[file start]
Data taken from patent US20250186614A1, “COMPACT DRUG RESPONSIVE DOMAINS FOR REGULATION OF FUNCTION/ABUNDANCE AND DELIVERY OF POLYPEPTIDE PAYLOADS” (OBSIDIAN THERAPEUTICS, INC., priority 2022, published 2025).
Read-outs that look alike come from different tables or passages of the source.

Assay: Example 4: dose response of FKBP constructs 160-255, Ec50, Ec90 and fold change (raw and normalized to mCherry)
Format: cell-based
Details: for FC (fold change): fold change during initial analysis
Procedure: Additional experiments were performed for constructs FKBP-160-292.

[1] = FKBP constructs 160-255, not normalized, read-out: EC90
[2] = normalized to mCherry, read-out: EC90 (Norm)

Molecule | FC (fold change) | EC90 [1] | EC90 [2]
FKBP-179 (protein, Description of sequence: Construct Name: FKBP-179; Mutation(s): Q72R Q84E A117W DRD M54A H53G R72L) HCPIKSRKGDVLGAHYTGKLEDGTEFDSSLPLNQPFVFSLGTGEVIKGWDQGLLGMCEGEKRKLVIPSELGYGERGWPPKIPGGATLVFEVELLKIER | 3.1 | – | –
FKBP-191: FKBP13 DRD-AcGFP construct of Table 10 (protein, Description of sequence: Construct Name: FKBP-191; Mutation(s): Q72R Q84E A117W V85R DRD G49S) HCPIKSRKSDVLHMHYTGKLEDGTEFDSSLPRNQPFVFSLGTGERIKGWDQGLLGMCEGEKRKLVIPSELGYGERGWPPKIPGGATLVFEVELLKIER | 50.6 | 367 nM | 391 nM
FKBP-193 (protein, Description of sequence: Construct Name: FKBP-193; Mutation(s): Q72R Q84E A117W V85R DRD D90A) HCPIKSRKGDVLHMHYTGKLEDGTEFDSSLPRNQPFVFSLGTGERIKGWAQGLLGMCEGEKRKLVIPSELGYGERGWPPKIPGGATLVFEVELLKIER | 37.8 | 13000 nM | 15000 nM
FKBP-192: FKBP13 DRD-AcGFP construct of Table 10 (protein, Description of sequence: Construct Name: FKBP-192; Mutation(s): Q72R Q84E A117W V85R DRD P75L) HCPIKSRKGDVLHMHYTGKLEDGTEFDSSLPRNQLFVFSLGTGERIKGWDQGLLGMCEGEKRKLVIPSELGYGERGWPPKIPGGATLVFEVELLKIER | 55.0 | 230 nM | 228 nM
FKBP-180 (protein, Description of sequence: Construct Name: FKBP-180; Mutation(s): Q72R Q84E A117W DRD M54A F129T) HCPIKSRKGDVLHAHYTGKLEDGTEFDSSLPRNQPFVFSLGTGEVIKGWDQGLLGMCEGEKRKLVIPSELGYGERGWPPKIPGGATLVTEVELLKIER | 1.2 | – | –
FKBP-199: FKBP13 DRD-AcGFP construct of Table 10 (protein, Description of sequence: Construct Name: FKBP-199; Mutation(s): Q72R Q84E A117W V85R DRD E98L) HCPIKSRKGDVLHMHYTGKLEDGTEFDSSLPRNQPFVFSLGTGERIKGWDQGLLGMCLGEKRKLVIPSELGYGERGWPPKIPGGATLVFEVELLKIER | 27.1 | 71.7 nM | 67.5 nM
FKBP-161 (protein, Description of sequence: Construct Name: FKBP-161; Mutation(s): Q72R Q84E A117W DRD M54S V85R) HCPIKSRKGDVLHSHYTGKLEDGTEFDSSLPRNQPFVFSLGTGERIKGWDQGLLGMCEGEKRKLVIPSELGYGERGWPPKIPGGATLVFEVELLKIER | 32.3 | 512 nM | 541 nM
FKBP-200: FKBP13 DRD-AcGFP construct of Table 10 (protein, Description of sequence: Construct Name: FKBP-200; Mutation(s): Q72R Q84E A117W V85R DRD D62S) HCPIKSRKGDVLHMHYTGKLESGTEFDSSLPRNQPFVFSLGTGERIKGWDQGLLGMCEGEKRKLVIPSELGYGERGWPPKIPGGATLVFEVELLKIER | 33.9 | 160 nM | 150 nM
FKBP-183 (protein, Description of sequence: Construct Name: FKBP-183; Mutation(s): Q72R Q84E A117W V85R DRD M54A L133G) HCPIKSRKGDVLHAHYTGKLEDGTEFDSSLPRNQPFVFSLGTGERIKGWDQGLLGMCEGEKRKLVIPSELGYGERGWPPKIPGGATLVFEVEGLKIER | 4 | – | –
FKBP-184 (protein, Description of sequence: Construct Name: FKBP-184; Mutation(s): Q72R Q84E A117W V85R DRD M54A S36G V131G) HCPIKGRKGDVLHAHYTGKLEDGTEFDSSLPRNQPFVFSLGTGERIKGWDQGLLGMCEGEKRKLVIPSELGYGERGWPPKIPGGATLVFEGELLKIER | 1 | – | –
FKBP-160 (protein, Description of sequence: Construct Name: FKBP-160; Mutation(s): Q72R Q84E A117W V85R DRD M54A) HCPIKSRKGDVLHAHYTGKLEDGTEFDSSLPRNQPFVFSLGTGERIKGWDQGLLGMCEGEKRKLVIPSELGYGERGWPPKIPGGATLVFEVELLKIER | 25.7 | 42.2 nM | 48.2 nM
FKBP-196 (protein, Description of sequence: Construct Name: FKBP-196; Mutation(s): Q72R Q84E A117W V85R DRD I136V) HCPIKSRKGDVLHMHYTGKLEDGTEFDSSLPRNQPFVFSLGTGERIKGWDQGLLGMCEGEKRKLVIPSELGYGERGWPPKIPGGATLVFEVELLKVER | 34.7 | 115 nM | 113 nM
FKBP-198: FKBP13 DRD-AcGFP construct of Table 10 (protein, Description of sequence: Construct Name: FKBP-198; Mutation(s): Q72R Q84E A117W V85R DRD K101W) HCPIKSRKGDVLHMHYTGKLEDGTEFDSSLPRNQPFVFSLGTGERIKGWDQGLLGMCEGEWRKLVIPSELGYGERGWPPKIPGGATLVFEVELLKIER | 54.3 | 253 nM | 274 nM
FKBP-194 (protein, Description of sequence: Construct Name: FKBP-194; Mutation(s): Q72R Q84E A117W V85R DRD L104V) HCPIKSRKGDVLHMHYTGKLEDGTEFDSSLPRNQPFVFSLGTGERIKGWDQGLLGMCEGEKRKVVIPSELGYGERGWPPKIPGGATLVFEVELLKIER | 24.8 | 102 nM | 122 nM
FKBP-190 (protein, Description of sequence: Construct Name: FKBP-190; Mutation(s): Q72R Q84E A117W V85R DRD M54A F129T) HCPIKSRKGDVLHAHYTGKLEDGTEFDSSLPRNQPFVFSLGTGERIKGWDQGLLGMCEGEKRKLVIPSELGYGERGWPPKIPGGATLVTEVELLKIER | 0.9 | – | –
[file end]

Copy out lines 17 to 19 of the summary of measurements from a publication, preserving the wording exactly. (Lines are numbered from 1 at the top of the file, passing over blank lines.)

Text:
FKBP-200: FKBP13 DRD-AcGFP construct of Table 10 (protein, Description of sequence: Construct Name: FKBP-200; Mutation(s): Q72R Q84E A117W V85R DRD D62S) HCPIKSRKGDVLHMHYTGKLESGTEFDSSLPRNQPFVFSLGTGERIKGWDQGLLGMCEGEKRKLVIPSELGYGERGWPPKIPGGATLVFEVELLKIER | 33.9 | 160 nM | 150 nM
FKBP-183 (protein, Description of sequence: Construct Name: FKBP-183; Mutation(s): Q72R Q84E A117W V85R DRD M54A L133G) HCPIKSRKGDVLHAHYTGKLEDGTEFDSSLPRNQPFVFSLGTGERIKGWDQGLLGMCEGEKRKLVIPSELGYGERGWPPKIPGGATLVFEVEGLKIER | 4 | – | –
FKBP-184 (protein, Description of sequence: Construct Name: FKBP-184; Mutation(s): Q72R Q84E A117W V85R DRD M54A S36G V131G) HCPIKGRKGDVLHAHYTGKLEDGTEFDSSLPRNQPFVFSLGTGERIKGWDQGLLGMCEGEKRKLVIPSELGYGERGWPPKIPGGATLVFEGELLKIER | 1 | – | –